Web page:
Blue Smoke (NYC)

116 E 27th Street (between Park and Lexington Avenues)
New York, NY 10016

5 Second Summary:
Price Range- Dinner entrees $12-35 (at time of posting)
Ambiance- Casual chic BBQ joint
Cuisine- St. Louis Barbecue
Hits- Shrimp corn dogs, hush puppies, ribs,  pumpkin cheesecake, hospitality
Misses- Not quite a miss, but we ‘d skip the “peanuts” appetizer next time.
I love a good Restaurant Week success story…
Sometimes choosing a place to eat during Restaurant Week is a toss-up, and it depends pretty heavily on the menu.  Some folks put on their “Sunday best” and try to woo a new clientele.  Others sit back on their haunches and merely try  to keep up with the influx.  Blue Smoke is the former.
A jazz-joint staple of the legendary Danny Meyer (Shake Shack, Union Square Cafe, Eleven Madison Park), Blue Smoke is an unpresuming and pleasant surprise.  Upon entering, one chooses the main floor restaurant (Blue Smoke) or the downstairs jazz club (Jazz Standard).
Families and couples crowded the restaurant for lunch.  Arriving a bit early, we had cocktails at the bar, which was a no-frills sort of straightforward but attractive nonetheless .
We were seated pretty much exactly on time for our 2pm reservation.  Although not fancy, the space wasn’t shabby either.  Open and airy, with exposed brick and bright windows looking out onto a wooden fence, the room was jammed with tables and divided by a “wall” of nautical stars.

Ravenously hungry, my husband Rich and I, along with our friends Liz and Brian, couldn’t contain ourselves to the Restaurant Week menu.  Eyes undoubtedly bigger than our stomachs, we ordered a few appetizers off the RW menu, a brazen move we would later pay for in the form of piles of unfinished food and takeout boxes.  First, we tried Blue Smoke’s North Carolina salt peanuts, which are specially made for the restaurant by the men’s group of a Methodist church.  A little oilier and saltier than your standard can of Planters, they were tasty and slightly smoky, but peanuts are pretty much peanuts.

The table then shared iced oysters on the half shell with spicy cocktail sauce.
Then, a fabulously clever play on the corn dog —corn-battered shrimp— served on skewers with an avocado lime mayo.  These were worth risking the effects of my (admittedly mild) shellfish allergy.  The avocado lime mayo alone was one of the best things I had all day.  Light, fresh, and very clean tasting, I could’ve easily devoured a jarful with some plain tortilla chips.  The shrimp were tender with a crisp snap and perfectly crunchy fried crust.

Still off the menu, we shared perfectly round corn hush puppies with a sweet jalapeno marmalade.  The ‘pups were crisp on the outside, soft and doughy on the inside… like savory little cakes.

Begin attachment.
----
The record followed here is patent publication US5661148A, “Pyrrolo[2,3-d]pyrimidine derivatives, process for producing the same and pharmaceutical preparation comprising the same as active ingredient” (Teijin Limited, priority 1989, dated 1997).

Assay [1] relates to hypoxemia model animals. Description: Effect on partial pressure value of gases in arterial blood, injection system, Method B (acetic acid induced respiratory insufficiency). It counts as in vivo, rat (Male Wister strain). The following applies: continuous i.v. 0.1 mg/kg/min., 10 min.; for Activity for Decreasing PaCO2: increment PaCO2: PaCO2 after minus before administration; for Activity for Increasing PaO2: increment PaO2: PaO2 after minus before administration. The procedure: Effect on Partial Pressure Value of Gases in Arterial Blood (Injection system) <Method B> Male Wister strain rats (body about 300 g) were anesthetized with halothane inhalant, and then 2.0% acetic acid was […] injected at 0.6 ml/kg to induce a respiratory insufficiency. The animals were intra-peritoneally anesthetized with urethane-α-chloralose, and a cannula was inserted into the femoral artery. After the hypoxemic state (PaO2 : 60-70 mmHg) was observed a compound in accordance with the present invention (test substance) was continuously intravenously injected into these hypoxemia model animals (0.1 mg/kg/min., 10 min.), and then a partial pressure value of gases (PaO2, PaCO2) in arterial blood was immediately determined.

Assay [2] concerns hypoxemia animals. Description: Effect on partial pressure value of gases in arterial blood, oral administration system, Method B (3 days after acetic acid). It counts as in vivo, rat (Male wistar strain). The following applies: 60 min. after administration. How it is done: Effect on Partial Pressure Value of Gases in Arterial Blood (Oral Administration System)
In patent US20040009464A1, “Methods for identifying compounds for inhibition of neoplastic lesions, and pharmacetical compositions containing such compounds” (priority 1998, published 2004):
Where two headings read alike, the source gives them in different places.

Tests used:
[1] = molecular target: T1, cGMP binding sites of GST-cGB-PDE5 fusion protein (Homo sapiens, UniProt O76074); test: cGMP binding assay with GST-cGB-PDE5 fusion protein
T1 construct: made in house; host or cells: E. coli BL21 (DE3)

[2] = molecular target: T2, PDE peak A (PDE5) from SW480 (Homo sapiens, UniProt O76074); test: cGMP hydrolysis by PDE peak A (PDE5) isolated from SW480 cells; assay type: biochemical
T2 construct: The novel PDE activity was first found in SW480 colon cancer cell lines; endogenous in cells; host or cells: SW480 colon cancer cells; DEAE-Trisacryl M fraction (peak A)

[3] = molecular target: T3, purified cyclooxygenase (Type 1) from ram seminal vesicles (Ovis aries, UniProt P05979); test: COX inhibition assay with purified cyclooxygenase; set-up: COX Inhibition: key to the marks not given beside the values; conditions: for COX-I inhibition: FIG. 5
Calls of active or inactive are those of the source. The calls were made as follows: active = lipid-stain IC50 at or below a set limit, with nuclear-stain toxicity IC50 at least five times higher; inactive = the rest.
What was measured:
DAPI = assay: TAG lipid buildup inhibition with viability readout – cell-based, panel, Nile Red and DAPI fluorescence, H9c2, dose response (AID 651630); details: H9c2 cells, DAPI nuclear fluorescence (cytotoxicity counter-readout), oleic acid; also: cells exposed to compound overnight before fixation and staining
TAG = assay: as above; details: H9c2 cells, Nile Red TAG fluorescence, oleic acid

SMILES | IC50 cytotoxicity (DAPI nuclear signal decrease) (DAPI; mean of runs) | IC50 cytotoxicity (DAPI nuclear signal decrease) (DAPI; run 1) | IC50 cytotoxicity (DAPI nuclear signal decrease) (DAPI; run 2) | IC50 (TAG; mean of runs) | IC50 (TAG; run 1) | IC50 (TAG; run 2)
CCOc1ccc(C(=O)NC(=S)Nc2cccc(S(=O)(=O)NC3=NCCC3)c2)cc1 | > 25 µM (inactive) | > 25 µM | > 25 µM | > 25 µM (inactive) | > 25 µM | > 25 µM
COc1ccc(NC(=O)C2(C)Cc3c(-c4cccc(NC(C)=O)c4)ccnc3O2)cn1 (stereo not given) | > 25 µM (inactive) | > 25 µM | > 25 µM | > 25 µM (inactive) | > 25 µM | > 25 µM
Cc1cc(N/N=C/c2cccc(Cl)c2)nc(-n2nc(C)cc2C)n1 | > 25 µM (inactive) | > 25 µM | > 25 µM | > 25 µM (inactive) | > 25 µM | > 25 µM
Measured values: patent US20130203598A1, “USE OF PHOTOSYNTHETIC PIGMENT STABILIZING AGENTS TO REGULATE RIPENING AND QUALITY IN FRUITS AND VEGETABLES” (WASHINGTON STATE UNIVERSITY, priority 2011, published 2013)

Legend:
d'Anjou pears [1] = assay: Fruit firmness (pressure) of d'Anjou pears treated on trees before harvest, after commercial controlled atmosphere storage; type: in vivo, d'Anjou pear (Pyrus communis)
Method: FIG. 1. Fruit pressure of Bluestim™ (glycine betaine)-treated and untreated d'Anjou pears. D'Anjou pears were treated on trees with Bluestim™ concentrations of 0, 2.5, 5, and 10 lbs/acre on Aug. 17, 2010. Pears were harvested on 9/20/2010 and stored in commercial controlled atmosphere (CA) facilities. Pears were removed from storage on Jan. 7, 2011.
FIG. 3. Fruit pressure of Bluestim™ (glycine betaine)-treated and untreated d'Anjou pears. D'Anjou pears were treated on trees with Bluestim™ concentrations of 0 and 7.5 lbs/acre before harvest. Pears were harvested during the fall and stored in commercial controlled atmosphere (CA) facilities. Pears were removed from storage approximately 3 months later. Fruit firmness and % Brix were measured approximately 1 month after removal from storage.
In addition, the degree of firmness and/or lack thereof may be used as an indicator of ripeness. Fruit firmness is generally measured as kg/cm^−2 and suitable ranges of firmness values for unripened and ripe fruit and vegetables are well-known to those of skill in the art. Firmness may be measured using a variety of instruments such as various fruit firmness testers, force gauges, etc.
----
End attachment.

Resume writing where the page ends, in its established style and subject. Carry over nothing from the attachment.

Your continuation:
Our last off-the-Restaurant-Week menu item was a generous basket of charred-skin sweet potato wedges with a white maple dip.  These were starchy with nice bite, cut just thick enough to enjoy.  They were sweet, but not as overly sweet as you might think.  The whole dish showed restraint (on the part of the chef, of course, not the eater).  🙂
With all of this food, we hadn’t even gotten to our Restaurant Week menu first courses yet.  Liz’s appetizer was the sleeper favorite… a flaky tart crust with house smoked bacon, Yukon gold potatoes, and white cheddar, not on the regular menu.  Buttery, smoky, starchy, and savory, it was perfect winter comfort food.
My husband had the smoked chicken liver pate with a salted rye stick and peppered-pear chutney.  The pate was smooth, warm, and slightly mineral-y.  The rye bread was just enough to cool the mouth after the peppered-pear chutney, which was achingly sweet followed by slow, hot-pepper heat.
Brian and I each chose the chipotle wings with creamy blue cheese.  The plate was a generous helping of at least 8 wings slathered in chipotle sauce, which also had a mild to medium slow-build heat.  The wings themselves were meaty, but I prefer a crispier skin.  This was the point in our culinary marathon when I knew I was in trouble.  Two wings in, I was keenly aware that there was a lot more food coming and that I would have to will myself through the Brobdingnagian portions.
When our entrees came, I could hardly breathe.  All four lunch choices looked incredible, and I’d had a lot of trouble choosing.  Fortunately, we ordered enough of a variety that I could taste most of them.  My husband Rich ordered the Kansas City ribs with pit beans and pickles.  They were meaty, smoky, and wet.  The beans, also meaty and delicious, had just enough sweet and savory.